BTEC, PFI thank Sen. King, Rep. Welch for commitment to BTU Act

By Biomass Thermal Energy Council, Pellet Fuels Institute | February 18, 2015

The Biomass Thermal Energy Council and the Pellet Fuels Institute have thanked Senator Angus King, I-Maine, and Rep. Peter Welch, D-Vt. for their commitment to renewable biomass energy and their bipartisan effort to ensure that biomass for heating and cooling systems is represented within the U.S. tax code.

King has announced plans to introduce the Biomass Thermal Utilization Act of 2015. Known as the BTU Act, the legislation will extend to biomass heating systems the tax credits that are currently available to all other renewable energy sources. Welch has announced similar plans for a House companion bill.

“Biomass thermal technologies for heating and cooling have never benefited from the investment tax credits in the federal tax code that other renewable energy technologies have enjoyed for many years,” said Jennifer Hedrick, executive director of PFI. “The members of PFI applaud Sen. King for his leadership and we look forward to working with Rep. Welch and his colleagues in the House to introduce a companion bill.”

”The BTU Act would enable home and business owners across the country to move from volatile and often more expensive fossil fuels to locally sourced renewable biomass fuels like wood chips, pellets, and agricultural residues,” Joseph Seymour, executive director of BTEC.  “The introduction of the BTU Act now sends a signal to the Congress that advanced biomass heating technologies should be considered in the context of broad energy and tax reform legislation.”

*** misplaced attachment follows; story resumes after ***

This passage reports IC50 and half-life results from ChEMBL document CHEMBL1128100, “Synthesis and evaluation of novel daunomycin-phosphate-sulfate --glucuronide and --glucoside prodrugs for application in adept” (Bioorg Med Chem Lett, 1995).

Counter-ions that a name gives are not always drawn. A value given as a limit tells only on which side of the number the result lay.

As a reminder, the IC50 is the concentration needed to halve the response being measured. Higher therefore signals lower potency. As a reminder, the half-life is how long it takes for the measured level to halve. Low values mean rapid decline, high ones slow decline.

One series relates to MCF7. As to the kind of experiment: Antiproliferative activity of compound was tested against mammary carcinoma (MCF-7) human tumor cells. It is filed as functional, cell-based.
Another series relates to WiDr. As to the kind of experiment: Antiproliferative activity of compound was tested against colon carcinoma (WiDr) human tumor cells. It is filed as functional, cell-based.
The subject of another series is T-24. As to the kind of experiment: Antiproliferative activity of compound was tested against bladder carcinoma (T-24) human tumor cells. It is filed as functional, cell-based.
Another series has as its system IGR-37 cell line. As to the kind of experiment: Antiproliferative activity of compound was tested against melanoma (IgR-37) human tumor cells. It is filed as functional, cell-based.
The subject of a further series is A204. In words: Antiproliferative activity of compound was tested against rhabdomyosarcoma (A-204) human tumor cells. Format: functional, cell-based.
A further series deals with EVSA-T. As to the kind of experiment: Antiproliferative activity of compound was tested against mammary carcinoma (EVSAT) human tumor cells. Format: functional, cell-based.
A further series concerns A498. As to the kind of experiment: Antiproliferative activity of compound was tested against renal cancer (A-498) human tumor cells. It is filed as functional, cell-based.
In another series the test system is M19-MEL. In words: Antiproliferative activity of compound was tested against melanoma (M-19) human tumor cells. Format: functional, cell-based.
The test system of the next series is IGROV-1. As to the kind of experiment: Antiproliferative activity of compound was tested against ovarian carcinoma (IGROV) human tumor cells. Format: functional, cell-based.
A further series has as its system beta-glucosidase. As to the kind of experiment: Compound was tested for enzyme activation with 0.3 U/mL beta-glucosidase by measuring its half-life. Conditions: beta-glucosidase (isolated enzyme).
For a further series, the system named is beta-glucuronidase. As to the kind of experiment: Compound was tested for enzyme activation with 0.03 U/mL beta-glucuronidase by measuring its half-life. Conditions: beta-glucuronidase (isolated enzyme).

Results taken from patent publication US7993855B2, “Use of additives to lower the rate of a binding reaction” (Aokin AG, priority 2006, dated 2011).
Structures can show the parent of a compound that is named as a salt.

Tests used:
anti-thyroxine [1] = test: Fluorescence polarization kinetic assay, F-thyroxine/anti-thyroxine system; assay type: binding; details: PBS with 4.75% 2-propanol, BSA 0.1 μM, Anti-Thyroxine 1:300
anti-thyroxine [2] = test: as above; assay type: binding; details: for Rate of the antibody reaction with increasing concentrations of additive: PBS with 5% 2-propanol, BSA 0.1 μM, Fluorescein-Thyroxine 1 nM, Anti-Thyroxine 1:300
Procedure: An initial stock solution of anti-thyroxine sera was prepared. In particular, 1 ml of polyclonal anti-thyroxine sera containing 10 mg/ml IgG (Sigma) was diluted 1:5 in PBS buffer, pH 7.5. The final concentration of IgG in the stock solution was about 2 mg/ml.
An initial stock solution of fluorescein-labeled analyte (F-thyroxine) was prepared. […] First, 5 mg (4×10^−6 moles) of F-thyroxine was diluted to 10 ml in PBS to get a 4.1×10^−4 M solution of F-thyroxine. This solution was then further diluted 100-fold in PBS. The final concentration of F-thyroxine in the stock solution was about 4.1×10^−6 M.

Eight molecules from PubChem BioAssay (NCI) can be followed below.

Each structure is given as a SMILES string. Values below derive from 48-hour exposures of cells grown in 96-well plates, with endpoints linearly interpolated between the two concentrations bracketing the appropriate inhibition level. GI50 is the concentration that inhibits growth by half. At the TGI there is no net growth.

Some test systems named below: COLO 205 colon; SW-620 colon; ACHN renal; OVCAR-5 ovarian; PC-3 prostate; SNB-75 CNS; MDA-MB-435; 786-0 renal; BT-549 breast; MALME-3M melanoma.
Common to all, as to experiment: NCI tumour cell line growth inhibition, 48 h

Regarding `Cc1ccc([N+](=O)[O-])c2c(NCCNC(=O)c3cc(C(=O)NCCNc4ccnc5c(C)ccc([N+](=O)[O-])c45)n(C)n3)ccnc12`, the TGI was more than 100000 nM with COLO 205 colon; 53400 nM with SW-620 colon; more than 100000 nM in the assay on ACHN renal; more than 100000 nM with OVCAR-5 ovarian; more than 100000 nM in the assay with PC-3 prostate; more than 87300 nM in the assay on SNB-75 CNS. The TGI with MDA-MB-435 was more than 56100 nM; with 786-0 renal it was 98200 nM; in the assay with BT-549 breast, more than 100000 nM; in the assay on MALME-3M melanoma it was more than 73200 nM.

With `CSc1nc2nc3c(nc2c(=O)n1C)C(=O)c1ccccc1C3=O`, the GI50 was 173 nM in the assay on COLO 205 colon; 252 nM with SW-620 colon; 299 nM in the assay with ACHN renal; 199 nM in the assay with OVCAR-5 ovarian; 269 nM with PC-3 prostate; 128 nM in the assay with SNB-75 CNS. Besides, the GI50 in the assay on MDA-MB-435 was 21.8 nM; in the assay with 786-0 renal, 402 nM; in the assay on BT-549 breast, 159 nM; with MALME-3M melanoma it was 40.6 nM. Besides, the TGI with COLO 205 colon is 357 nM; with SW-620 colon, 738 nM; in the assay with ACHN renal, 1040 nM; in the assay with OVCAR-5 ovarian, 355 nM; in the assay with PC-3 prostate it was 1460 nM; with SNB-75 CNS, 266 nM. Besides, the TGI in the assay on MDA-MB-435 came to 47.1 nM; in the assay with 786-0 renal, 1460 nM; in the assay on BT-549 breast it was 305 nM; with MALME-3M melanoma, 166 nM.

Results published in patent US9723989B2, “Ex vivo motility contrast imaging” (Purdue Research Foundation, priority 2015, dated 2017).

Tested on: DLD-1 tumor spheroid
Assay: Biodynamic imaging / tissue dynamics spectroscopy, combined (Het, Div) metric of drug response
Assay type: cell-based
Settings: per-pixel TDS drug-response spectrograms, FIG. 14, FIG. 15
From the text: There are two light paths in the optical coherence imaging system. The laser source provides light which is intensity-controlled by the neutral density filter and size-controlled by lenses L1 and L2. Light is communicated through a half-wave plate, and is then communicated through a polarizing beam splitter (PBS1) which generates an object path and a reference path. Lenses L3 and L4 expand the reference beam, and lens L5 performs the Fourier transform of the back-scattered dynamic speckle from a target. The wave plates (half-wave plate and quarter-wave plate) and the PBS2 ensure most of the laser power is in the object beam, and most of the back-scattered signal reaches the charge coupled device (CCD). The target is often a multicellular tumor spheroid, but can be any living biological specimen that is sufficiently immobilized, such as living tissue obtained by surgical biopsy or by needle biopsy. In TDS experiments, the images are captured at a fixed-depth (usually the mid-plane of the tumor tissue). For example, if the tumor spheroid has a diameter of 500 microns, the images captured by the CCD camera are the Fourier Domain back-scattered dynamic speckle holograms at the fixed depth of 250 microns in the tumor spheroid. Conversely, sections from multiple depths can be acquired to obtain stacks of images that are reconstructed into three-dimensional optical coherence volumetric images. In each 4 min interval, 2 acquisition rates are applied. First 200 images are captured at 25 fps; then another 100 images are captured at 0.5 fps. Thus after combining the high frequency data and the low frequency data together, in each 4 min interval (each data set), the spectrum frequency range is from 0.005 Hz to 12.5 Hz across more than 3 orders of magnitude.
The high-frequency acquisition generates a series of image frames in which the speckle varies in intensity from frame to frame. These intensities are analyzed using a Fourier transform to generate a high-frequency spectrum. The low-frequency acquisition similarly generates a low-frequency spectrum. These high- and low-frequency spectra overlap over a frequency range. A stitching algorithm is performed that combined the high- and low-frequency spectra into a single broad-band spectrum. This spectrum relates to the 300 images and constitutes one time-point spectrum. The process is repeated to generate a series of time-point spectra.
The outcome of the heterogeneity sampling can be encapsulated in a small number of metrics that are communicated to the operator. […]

While renewable energy technologies like wind, solar, geothermal, and biomass power have received investment tax credits for numerous years, biomass thermal technologies have not received similar acknowledgment in the U.S. tax code.

The BTU Act specifically contains two major provisions that would correct the current oversight, crediting biomass heating systems in the tax code by:

- Including residential high-efficiency biomass thermal property in Section 25D of the tax code, with a 30 percent credit for equipment with an efficiency rating of at least 75percent;

- Promoting commercial and industrial biomass thermal investments through a tiered credit for 15 percent or 30 percent of the installed cost of biomass-fueled heating (or cooling) systems, with a 15 percent credit for systems 65-80 percent efficient, and a 30 percent credit for systems 80 percent efficient and above.

Both credits would have no cap and would be available for biomass thermal systems placed in service in 2015.  

An analysis from William Strauss of FutureMetrics predicts that the BTU Act could generate an increase of net tax revenue of over $40 million from increased local economic activity three years after the BTU Act’s passage.